WorkSafe is confident it has the balance right between education and enforcement, Hargreaves says.
“As with any regulator it must constantly assess the impact of its interventions and consider whether any change in the balance of these is required so we are focusing our efforts in the right places.”
Others are not so sure.
Lawyer Hazel Armstrong, a health and safety expert who has acted as an expert witness in hearings involving forestry deaths, is one of them.
Māori dying in the forests
When New Zealand created its no-fault injury insurance scheme in the 1970s, New Zealanders lost the right to sue their employers for damages. As such, people expect there to be a strong regulator, Armstrong says.
“There’s a trade-off when you give up your right to sue that the regulator has to then enforce standards.
“I think that bit is missing from their thinking. I think they think education is okay. Well of course you have education, but it’s not in lieu of prosecution.”
Prosecuting employers who have breached health and safety laws provides accountability and transparency, she says. It also acts as a deterrent.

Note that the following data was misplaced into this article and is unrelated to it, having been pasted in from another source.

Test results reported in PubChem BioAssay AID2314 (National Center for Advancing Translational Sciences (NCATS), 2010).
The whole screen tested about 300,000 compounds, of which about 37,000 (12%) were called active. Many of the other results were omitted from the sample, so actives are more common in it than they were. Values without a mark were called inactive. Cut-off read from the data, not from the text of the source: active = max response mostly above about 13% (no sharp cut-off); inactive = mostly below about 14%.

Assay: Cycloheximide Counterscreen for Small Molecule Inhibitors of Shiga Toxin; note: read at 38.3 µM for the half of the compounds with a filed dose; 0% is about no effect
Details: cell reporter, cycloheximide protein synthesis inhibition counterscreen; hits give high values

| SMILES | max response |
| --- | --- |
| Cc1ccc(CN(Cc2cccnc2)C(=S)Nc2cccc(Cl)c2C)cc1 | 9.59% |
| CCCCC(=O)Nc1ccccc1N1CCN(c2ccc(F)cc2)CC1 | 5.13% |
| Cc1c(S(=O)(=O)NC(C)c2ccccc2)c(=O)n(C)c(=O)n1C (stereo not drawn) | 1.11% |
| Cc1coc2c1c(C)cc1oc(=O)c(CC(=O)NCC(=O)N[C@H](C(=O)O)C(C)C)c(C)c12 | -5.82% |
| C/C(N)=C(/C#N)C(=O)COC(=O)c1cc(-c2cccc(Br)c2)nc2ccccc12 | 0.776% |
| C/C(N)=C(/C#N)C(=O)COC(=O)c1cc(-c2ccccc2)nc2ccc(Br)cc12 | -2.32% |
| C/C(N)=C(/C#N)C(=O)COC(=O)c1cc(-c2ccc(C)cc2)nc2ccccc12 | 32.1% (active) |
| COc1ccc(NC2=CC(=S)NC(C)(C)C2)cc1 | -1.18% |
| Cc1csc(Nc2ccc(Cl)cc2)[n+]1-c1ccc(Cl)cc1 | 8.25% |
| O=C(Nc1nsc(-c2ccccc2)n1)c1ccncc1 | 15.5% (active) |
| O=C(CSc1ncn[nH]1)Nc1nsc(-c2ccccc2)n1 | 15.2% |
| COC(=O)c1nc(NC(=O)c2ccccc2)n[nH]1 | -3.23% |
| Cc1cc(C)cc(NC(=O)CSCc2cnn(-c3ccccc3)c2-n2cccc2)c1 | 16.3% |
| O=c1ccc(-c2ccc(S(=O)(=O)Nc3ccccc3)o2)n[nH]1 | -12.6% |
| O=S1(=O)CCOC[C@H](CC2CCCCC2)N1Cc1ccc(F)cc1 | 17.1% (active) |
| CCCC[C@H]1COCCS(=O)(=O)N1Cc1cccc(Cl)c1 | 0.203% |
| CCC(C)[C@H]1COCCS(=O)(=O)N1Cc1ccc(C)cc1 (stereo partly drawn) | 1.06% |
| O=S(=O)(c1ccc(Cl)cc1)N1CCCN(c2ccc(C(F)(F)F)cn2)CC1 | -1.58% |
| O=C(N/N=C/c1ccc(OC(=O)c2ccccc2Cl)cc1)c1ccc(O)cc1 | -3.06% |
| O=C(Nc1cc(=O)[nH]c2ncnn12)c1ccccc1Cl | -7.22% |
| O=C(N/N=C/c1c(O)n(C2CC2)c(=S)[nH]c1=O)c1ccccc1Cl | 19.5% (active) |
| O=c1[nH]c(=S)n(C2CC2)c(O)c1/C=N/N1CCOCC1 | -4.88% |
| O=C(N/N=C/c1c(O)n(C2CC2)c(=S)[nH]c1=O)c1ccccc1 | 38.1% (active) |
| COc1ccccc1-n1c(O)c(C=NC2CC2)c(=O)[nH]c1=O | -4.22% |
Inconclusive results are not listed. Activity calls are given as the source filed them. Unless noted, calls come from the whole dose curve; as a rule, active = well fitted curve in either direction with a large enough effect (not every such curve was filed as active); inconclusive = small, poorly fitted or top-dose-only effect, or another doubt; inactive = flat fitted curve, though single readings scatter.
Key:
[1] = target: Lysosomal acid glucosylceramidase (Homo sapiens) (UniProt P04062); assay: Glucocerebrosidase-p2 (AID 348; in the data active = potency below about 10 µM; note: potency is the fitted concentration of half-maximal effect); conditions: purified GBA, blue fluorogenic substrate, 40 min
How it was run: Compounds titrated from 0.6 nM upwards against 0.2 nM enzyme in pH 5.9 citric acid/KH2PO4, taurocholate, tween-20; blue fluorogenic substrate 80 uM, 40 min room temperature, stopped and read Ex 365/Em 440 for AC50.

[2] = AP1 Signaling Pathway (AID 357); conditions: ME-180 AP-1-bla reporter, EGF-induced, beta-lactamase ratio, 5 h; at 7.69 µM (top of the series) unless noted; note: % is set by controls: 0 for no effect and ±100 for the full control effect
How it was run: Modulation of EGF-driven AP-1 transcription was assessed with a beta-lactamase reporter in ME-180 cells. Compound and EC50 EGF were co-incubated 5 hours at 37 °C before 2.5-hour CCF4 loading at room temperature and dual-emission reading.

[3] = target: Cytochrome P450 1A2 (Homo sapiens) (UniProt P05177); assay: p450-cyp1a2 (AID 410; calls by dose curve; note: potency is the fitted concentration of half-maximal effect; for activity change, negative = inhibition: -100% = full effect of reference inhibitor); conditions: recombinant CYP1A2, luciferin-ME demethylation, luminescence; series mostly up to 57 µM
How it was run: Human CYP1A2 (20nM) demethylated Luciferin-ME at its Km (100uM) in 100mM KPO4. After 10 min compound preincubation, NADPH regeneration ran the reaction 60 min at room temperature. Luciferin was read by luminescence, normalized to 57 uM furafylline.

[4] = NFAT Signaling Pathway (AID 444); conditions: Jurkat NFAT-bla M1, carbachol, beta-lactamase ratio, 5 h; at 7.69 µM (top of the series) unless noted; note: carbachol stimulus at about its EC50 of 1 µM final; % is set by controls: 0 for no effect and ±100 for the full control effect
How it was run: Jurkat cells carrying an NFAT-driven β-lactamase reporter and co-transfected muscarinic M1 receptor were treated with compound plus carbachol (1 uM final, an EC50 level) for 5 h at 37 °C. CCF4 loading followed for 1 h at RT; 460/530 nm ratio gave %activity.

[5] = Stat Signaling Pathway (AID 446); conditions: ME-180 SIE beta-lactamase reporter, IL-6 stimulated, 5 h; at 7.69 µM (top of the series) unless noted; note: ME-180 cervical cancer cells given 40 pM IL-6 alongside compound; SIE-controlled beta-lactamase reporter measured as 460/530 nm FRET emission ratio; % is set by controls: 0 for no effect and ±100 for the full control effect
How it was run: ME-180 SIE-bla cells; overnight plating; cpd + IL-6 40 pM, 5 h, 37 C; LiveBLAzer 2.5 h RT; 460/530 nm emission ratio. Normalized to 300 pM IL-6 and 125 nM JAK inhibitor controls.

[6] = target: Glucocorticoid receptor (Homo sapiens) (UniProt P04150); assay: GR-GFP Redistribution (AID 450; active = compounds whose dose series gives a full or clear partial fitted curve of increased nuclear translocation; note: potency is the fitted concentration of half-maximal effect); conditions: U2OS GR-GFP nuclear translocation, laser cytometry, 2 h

And while the high conviction rate is a good use of taxpayer money, Armstrong believes it also shows the regulator is taking too conservative an approach.
“I do not think that WorkSafe is undertaking sufficiently robust investigations that result in prosecutions.
“Particularly where workers are killed at work, there should be some public accountability and the opportunity for the family to get reparations.”
And who is being killed?
Before union leader Helen Kelly died, she charged Armstrong with tallying up deaths in the forestry sector and associated supply chain. Armstrong’s current list stands at more than 50 fatalities since 2014, many of which didn’t result in a prosecution.
“The guys that are killed are Māori, they’re in rural areas and they’ve got very little other choices.”
According to a WorkSafe publication, the rate of acute injury with a week or more away from work is 55% higher for Māori than non-Māori. The regulator aims to have the Māori injury rate at an equal or lower rate by 2025.